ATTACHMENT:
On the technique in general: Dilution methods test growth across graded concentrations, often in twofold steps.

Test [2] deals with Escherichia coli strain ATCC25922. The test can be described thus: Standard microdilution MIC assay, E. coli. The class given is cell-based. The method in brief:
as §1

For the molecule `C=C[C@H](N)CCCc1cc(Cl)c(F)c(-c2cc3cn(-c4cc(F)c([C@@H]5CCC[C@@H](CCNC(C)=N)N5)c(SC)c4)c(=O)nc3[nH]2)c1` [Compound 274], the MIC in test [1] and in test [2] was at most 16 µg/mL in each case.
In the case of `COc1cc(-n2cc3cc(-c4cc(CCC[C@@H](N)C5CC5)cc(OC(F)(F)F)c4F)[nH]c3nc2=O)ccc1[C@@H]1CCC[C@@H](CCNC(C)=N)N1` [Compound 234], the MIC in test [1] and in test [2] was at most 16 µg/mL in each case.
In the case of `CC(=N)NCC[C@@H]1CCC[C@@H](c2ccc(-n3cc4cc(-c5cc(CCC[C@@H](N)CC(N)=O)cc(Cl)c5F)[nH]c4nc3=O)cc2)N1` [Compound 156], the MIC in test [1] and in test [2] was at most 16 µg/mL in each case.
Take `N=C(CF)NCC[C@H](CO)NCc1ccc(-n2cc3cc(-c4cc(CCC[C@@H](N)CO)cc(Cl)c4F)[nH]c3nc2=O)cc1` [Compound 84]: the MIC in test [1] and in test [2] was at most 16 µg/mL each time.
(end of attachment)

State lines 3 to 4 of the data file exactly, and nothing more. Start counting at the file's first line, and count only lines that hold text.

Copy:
as §1

For the molecule `C=C[C@H](N)CCCc1cc(Cl)c(F)c(-c2cc3cn(-c4cc(F)c([C@@H]5CCC[C@@H](CCNC(C)=N)N5)c(SC)c4)c(=O)nc3[nH]2)c1` [Compound 274], the MIC in test [1] and in test [2] was at most 16 µg/mL in each case.